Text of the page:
Medicare Advantage vs. Medicare Supplements

Medicare Advantage and Medicare Supplements are both optional plans that provide beneficial additional coverage to your Original Medicare coverage. But which one is right for you?

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What is
Medicare Advantage?

Medicare Advantage (Part C) is an alternative option to your Original Medicare plan. When you enroll in one of these plans, you are guaranteed to receive all of the same benefits and coverage as Original Medicare. Think of it more as “adding” an Advantage plan to your Original Medicare, because you will still need to pay the Original Medicare premiums and deductibles.

Medicare Advantage puts you into a low-cost coverage radius. This means that, when you enroll in a plan in your area, you will be able to access the network of healthcare providers they have brought into their plan.

When you receive care from these providers, you will pay little to nothing for it. And, most Advantage plans have a very small or no monthly premium. Most plans will also include Part D prescription drug coverage.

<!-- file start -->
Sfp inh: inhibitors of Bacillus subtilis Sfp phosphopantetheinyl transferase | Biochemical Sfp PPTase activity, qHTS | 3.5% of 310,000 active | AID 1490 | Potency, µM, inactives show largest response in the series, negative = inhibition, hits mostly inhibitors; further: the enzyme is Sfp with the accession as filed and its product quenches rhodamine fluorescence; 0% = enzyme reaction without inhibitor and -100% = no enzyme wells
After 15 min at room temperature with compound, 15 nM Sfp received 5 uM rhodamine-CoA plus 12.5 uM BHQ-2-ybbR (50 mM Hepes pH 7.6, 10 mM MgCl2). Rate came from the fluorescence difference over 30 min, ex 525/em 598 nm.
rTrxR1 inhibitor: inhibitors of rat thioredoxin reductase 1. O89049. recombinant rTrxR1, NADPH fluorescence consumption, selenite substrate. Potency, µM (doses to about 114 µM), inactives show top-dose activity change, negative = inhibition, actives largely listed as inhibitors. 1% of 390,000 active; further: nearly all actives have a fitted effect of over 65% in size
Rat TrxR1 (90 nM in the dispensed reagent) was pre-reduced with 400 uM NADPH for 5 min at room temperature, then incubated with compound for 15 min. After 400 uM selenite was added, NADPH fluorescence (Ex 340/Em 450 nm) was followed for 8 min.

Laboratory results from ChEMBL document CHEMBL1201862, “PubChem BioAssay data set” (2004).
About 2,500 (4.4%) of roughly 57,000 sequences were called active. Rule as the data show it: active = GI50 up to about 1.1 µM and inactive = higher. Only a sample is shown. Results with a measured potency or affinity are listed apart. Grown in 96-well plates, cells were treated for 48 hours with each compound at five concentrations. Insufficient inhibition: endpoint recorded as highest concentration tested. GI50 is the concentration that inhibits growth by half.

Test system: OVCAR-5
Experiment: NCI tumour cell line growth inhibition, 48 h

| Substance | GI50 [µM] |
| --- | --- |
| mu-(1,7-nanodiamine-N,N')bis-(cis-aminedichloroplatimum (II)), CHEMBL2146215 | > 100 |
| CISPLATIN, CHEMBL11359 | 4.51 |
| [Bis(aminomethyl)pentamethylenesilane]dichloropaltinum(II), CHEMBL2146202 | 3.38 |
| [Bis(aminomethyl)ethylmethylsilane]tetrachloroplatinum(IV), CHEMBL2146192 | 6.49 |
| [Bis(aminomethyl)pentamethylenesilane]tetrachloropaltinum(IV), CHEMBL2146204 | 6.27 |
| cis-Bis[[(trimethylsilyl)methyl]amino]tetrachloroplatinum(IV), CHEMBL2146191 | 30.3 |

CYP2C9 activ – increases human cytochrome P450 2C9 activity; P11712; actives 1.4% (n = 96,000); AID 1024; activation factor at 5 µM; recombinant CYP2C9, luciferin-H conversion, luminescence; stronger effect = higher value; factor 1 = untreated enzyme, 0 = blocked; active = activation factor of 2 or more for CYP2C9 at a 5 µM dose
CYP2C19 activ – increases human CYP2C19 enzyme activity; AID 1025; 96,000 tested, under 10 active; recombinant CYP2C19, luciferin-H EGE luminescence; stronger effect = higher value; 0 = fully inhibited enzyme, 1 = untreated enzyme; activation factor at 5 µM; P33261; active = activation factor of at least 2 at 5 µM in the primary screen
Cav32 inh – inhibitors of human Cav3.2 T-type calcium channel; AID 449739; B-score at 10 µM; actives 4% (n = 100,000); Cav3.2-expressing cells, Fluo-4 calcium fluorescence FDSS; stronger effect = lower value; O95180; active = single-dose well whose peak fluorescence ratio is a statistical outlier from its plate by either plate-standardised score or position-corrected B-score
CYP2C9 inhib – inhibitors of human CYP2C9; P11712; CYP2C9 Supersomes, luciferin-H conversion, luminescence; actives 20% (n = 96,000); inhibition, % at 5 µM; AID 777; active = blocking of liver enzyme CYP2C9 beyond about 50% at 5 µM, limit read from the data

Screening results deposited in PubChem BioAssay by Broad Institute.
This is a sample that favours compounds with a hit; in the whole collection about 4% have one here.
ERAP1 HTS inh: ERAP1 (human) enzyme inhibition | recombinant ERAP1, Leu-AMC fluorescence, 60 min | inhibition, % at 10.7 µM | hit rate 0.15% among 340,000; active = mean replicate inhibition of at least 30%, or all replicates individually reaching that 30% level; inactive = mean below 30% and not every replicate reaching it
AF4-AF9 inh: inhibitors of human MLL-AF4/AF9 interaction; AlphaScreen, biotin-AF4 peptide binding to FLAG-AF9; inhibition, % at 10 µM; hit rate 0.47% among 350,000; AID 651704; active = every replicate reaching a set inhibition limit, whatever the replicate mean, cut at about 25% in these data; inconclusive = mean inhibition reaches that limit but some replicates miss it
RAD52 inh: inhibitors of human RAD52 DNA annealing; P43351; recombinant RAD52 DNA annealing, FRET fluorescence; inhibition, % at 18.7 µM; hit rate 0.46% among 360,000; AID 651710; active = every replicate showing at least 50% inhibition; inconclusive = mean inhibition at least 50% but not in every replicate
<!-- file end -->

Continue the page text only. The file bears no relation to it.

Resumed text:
There are multiple different Advantage plans to choose from, but the two most common are Health Maintenance Organization (HMO) and Preferred Provider Organization (PPO) plans. HMOs cost less, but have a smaller network than a PPO, and require a primary care doctor for specialist referral. PPOs have a larger network and no required primary care doctor but cost a bit more.

In short, you have options. An Advantage plan will give you the low-cost coverage coordination you need.

What are Medicare Supplements?

A Medicare Supplement plan will add to the coverage of your Original Medicare plan. Rather than combining all of your Medicare coverage like Part C, a supplement will provide more coverage not available with Original Medicare alone.

There are 10 Supplement plans to choose from, each with unique benefits. They will cover things like your deductibles, blood transfusions, copayments, coinsurance, and more.

You can enroll in a supplement when you first become eligible for Medicare at age 65. 6 months after this birthday, you may be less likely to qualify for a plan. Also, you will be paying a premium—but, unlike Medicare Advantage, you likely won’t be paying your Original Medicare premiums and deductibles.

Which is Better?

Both of these plans are fantastic options for almost anyone. The question is, which provides the coverage you need at a cost that works for you? Advantage plans can provide prescription drug coverage, while a supplement cannot. But a supplement plan provides a lot of additional benefits that cover your Original Medicare costs that Part C does not.

Find the Right Coverage with Better Insurance Management

At the end of the day, you get to decide what works for you. BIM can help. Call today at (732) 458-5000.